Riff runs in the background, she explains, so you can instantly speak to anyone on your team. Like a digital version of the office, there’s no need to make calls, type messages, or open apps — you just talk. “We use Riff big time for saving time on calls and meetings. One thing which I hated in remote work is when you have to go there, send the link, do this, do that, just to talk for ten minutes. Or you pick up your phone but then you’re always on your phone. It’s just never worked. With Riff, at any point during the day you can just go and talk to people — it can be a five or ten-minute conversation, and nobody thinks it’s overkill, because it’s not a meeting, it’s just a chat. So this connection that you get with your team is just absolutely amazing…we can resolve issues on a regular basis, throughout the day. It helps productivity a lot”.
A natural fit in the communications stack
Like every modern business, Wangie were using a variety of different tools to keep them connected remotely. But rather than adding further notifications to an already busy working environment, Holod explains how Riff is different, naturally filling a void in the way the team communicates. “Riff is really complementary to the tools which we’re using… Slack, Slack Calls, email WhatsApp — none of those tools would give me the possibility to just recreate the same situation we would have in the office when somebody’s sitting at the desk and they would just turn to this person and ask a question. With other tools, there was always too much effort…Riff is like you’re just turning to speak to the person.”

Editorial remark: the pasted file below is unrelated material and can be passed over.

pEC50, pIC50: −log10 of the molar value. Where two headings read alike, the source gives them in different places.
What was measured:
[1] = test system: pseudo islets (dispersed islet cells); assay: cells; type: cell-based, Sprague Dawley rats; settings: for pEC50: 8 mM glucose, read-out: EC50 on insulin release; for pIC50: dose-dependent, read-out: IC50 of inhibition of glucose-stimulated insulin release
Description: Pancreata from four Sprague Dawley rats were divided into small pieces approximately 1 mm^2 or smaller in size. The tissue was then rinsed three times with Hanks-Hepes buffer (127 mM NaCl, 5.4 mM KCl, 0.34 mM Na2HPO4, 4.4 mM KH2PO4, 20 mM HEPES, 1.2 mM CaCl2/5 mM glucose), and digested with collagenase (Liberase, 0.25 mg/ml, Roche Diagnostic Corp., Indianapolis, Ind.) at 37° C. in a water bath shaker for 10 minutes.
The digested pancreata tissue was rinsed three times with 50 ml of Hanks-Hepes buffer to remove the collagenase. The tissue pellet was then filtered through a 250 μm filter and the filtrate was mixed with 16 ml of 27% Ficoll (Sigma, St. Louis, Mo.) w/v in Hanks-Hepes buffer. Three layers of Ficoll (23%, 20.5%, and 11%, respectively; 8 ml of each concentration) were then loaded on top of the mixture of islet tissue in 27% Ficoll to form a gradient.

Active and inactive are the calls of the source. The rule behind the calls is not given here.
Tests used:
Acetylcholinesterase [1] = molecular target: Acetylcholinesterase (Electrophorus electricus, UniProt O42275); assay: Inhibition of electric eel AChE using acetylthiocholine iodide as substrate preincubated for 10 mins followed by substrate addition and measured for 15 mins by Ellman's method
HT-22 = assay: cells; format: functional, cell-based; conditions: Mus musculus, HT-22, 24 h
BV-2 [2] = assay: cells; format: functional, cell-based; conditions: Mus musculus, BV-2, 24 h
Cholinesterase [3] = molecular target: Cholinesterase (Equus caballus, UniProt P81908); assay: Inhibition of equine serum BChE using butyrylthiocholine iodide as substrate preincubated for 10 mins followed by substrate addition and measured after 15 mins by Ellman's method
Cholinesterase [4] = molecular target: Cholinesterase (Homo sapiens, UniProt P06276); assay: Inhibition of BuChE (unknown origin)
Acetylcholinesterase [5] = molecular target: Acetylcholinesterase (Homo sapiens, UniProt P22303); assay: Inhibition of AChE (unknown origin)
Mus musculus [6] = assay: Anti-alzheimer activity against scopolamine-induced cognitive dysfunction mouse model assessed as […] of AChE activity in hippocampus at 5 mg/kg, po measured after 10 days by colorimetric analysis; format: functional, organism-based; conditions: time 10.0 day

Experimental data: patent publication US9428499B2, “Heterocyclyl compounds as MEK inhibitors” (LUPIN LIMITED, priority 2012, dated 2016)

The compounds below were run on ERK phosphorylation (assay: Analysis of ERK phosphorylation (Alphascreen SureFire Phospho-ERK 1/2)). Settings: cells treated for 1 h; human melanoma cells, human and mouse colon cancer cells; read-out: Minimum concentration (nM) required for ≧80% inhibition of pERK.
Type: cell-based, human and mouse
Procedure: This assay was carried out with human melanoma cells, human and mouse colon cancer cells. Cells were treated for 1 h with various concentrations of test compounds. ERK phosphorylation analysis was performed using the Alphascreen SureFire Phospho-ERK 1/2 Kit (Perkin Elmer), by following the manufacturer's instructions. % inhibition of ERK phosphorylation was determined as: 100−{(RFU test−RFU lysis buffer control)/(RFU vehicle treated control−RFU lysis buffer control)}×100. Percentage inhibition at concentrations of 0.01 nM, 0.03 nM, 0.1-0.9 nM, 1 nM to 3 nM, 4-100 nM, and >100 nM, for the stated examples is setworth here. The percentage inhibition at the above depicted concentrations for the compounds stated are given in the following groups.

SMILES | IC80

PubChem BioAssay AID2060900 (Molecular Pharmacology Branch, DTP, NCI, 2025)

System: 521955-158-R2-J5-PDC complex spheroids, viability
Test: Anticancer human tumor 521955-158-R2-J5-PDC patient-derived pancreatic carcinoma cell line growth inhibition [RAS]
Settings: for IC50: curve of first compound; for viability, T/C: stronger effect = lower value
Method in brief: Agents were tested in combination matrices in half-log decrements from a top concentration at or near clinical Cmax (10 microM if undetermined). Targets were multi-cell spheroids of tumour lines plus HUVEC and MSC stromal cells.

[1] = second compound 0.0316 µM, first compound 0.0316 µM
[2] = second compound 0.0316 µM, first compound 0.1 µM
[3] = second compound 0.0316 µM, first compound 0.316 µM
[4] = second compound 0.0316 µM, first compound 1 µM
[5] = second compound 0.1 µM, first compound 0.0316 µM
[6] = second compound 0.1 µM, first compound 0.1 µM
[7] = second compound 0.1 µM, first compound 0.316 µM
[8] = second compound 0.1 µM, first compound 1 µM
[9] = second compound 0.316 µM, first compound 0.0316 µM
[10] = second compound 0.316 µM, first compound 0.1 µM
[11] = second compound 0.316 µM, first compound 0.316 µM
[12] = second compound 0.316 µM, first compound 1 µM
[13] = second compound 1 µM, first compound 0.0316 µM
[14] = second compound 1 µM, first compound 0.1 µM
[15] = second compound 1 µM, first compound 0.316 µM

The best bits of the office at home
Holod explains how Riff restores the causal, spontaneous conversation found in a shared workspace that can brighten up your day, but is often missing from remote work. “When you work remote, you don’t have this whole office life. One great experience I had through Riff was during a morning stand-up meeting. I joined early whilst having my breakfast and when someone else joined, we had such a nice conversation, over coffee — it was just like an office kitchen type conversation …you really feel the vibe of those other people but in your home office.”
Support and connection to my team
As a startup on a mission to normalize mental health issues, it’s integral that Wangie practice what they preach. “Companies need to pay more attention to people’s mental health”, says Holod “How can they better support the soft skills like self-awareness and self-confidence? Those things have a massive impact on your success at work”. As a shared audio workspace, Riff can play a role here, recognising that certain personality types might perform better without the pressure of a camera. “You can really see a difference in confidence with some people when they’re on a voice call versus on a video call…I think that’s why connecting over voice is so powerful.”
As well as giving teams a more relaxed way to communicate, Riff quite simply helps remote workers to feel less alone — because for all the flexibility and freedoms of remote work, there are times when chatting to your cat over lunch just doesn’t cut it anymore. As Holod recounts, “I’ve said to my team, ‘please come on Riff because I just feel a bit lonely!’. It’s amazing for this kind of feeling”.